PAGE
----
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Chamomile or camomile (from Greek χαμαίμηλον, chamaimēlon, "earth-apple" from χαμαί chamai "on the ground" and μῆλον mēlon "apple", for their applelike scent[1]), is a common name for several daisy-like plants. These plants are best known for their ability to be made into a tea which is commonly used to help with sleep and is often served with either honey or lemon.

It has been used as a dye to produce a green color.[citation needed] The composite flora labelled "chamomile" include:

And to some extent other Anthemis species, such as:
  • Ormenis multicaulis, Moroccan chamomile
  • Eriocephalus punctulatus, Cape chamomile
  • Matricaria discoidea, wild chamomile or pineapple weed

Contents

Medicinal and alternative therapy uses

The MedlinePlus database maintained by the U.S. National Library of Medicine, in conjunction with the National Institutes of Health, lists over 100 separate ailments and conditions which chamomile has been traditionally used, for which it lists only a few as having undergone scientific study on animals and/or humans. Moreover, through the MedlinePlus database, these agencies explicitly warn, "although chamomile is widely used, there is not enough reliable research in humans to support its use for any condition." [2] Of the dozens of traditional claims listed, this database explicitly lists only fifteen conditions in which any animal or human scientific testing has ever been done. Of these fifteen, the NIH also rated the scientific conclusions on fourteen as having "unclear scientific evidence" to recommend either for or against the use of chamomile as a treatment for such conditions (cardiovascular conditions, common cold, diarrhea in children, eczema, gastrointestinal conditions, hemorrhagic cystitis, hemorrhoids, infantile colic, mucositis from cancer treatment, quality of life in cancer patients, open penile sores, skin inflammation, sleep aid, vaginitis, and wound healing) , and it ranked one negatively as having "Fair scientific evidence against" such a use (Post-operative sore throat/hoarseness due to Intubation). In short, according to these two agencies, there remains insufficient scientific studies to produce a medical recommendation for any medicinal or therapeutic use of chamomile in extract, ointment or infusion.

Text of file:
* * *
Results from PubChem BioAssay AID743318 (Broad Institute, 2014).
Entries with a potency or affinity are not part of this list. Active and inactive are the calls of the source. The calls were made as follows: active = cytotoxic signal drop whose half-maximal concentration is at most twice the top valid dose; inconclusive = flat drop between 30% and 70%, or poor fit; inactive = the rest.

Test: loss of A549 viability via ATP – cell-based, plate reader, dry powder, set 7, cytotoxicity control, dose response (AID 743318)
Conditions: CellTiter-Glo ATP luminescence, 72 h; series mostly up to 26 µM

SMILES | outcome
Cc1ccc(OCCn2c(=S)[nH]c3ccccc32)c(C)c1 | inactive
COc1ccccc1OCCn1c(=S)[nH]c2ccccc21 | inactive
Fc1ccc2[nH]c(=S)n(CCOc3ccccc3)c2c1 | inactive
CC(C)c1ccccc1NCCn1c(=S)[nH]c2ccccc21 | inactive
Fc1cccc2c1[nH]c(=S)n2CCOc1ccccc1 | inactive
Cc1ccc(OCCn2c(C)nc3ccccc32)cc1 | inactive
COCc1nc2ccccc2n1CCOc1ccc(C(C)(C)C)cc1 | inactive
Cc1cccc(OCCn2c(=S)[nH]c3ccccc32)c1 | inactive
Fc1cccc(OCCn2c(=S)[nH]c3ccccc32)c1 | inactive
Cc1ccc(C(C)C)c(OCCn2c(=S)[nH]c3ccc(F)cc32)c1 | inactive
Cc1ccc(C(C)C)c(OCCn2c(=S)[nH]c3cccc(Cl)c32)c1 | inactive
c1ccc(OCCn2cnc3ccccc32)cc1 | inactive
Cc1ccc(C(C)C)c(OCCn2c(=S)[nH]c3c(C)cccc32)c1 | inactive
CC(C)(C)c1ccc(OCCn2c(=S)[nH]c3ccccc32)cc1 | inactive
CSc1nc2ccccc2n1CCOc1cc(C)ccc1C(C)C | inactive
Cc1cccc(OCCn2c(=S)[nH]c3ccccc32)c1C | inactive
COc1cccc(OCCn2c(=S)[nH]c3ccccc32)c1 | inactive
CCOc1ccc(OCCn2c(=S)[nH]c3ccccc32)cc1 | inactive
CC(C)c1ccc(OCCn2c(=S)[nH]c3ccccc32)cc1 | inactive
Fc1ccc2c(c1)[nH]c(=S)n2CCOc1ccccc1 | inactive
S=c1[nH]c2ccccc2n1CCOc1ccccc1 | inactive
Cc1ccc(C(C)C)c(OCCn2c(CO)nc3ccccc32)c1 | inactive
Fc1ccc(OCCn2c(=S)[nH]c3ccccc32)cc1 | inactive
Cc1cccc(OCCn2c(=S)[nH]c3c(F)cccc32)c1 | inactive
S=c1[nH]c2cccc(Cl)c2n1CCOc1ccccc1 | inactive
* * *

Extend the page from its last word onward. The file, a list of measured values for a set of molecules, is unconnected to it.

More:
MedlinePlus and The National Center for Complementary and Alternative Medicine further caution of rare allergic reactions, atopic dermatitis (skin rash), drowsiness or sedation, the potential to stimulate the uterus, leading to abortion and the unevaluated safety of breastfeeding while taking chamomile,[2][3] although some sources do not contraindicate breastfeeding [4]. Interactions with other herbs and medicines has not been well studied for chamomile.

Gallery

See also

References

  1. ^ Henry George Liddell, Robert Scott, A Greek-English Lexicon, at Perseus project
  2. ^ a b Chamomile (Matricaria recutita, Chamaemelum nobile), MedlinePlus, U.S. National Library of Medicine, National Institutes of Health, Department of Health & Human Services, 30 January 2009
  3. ^ Herbs At a Glance: Chamomile, NCCAM, National Institutes of Health, Department of Health & Human Services, February 17, 2009
  4. ^ www.micromedex.com

External links


Simple English

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